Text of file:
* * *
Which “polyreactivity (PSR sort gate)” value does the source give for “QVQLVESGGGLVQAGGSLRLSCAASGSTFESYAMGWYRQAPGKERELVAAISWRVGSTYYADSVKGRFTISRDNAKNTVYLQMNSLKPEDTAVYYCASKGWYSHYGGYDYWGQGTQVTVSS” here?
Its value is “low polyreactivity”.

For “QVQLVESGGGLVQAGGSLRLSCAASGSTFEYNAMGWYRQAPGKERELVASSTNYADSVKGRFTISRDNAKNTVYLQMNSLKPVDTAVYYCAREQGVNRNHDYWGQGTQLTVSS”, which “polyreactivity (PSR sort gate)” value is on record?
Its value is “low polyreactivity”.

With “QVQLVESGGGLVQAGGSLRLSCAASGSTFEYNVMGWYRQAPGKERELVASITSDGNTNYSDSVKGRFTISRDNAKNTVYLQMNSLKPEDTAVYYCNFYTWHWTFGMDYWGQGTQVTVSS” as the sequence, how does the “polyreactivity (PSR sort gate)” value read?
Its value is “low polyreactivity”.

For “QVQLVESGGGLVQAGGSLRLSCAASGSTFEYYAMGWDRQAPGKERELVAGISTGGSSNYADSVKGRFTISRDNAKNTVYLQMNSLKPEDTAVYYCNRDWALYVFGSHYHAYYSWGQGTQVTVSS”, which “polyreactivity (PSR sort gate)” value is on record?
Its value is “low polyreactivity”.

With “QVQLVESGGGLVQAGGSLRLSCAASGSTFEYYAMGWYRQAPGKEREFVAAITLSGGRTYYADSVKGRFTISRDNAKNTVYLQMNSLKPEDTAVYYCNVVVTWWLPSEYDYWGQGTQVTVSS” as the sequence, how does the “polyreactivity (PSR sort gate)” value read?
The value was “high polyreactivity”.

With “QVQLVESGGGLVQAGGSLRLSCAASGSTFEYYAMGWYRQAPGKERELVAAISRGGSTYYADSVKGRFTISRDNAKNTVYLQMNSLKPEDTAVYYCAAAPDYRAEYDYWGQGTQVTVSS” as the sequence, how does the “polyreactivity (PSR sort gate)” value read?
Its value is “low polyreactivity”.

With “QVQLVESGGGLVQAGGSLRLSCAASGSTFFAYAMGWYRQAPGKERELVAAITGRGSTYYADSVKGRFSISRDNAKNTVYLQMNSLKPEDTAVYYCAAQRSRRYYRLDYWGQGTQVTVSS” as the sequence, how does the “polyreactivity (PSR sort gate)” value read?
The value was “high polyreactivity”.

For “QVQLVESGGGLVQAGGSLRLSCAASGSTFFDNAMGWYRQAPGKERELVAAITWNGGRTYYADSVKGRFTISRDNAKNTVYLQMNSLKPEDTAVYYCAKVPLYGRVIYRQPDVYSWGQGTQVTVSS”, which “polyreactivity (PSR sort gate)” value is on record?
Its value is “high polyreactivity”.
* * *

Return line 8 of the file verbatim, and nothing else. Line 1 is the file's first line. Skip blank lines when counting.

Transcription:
Its value is “low polyreactivity”.